While the NRF reveals a challenging retirement landscape nationwide, it also indicates the particularly concerning outlook for disabled people, more than half (51%) of whom are set to face poverty in retirement.

The average disabled person will need to manage on £11,000 per year in retirement – just 61% of the income predicted for non-disabled people.

According to disability equality charity Scope, disabled households need £975 more per month to secure the same standard of living as non-disabled households, meaning that the already considerable retirement income gap highlighted by the NRF may even be a conservative estimate.

Louise Rubin, head of policy and campaigns at Scope, said: “Life costs a lot more when you’re disabled, and planning for retirement is a luxury many cannot afford. Many disabled people are denied the opportunity to get into, stay in, and progress in work, making it much harder to build up a pension.

“We need to break the link between poverty and disability and make sure disabled people have an equal standard of living. Tackling the disability employment gap and driving down the extra cost of disability must be made political priorities.

Annuities on the rise

Pension savers could be seeing ‘boring old’ annuities back on their radar, as annuity rates rise again after the recent UK inflation shock. 

Annuities are a product sold by insurers that guarantee an annual income in return for a lump sum payment, and annuity rates – the amount of income per year you get for a certain lump sum – are linked to bond yields and interest rate expectations.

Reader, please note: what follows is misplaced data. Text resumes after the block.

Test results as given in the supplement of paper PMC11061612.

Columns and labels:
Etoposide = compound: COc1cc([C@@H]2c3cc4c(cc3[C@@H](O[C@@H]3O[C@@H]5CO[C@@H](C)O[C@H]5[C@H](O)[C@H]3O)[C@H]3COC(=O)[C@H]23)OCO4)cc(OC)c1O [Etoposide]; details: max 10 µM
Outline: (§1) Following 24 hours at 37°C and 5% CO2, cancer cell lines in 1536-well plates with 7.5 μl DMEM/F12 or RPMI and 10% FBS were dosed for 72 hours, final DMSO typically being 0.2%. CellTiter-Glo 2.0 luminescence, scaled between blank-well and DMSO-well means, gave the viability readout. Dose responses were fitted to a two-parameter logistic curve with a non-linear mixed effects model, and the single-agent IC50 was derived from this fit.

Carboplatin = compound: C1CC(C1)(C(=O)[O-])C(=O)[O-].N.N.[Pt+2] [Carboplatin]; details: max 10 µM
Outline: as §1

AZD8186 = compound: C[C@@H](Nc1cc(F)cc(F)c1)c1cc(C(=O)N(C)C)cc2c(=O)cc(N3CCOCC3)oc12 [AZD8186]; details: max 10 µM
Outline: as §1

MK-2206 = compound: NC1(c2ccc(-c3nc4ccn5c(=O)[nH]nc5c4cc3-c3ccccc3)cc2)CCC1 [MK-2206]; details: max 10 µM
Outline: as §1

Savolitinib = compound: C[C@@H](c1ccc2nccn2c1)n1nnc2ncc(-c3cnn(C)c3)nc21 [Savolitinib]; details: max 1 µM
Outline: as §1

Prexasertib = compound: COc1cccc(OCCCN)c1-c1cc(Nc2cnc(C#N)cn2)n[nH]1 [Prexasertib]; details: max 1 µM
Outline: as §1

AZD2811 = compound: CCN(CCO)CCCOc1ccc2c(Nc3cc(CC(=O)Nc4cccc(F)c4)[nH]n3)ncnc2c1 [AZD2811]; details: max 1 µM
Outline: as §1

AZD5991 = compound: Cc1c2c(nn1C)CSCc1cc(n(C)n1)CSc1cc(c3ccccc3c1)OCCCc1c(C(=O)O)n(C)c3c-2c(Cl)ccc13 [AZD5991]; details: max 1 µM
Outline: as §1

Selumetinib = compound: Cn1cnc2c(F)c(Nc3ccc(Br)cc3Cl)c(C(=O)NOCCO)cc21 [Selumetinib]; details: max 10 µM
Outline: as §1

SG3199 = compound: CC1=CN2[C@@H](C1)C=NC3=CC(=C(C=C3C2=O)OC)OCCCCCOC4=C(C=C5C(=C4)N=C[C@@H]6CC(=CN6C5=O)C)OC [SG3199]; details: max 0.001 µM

The unexpectedly sticky inflation readings for April – 8.7% headline and 6.8% core – set the cat amongst the bond market pigeons, with investors suddenly betting that the Bank of England would keep rates higher for longer. Two-year bond yields rose above 4.5% for the first time since the tumultuous aftermath of the Truss and Kwarteng mini-Budget in September 2022. 

Gary Smith, partner in financial planning at wealth manager Evelyn Partners, says”  “While annuity rates are not experiencing the sudden surge they did last autumn, they are starting from higher levels maintained since then.

“This could present an attractive buy-in point in the coming weeks and months for those who are seeking to secure income from their pension pot in the form of an annuity. If inflation ceases to surprise and does pull back as expected, these annuity rates could be shortlived.” 

As annuity rates are determined by gilt yields, they have improved markedly as the Bank of England hiked the bank rate from 0.10% in December 2021 to 4.5% currently.

That means that over the last year or so a saver has been able use a lump sum from their pension pot to lock into higher annual incomes than have been available since rates hit rock bottom after the financial crisis. After pulling back a bit from last autumn’s peaks, annuity rates are now on the up again as inflation worries have pushed up forecasts for bank rate. 

With a £100,000 lump sum a 65-year-old retiree can now buy a level single-life annuity that will provide an income of about £7.017 a year. That compares to £6,614 in February, although it is still below the £7,586 that was very briefly on offer at the post-mini-Budget peak last October. 

At the start of 2022, however, the same annuity purchaser would have got about £5,000, which means annuity incomes are 40% higher now.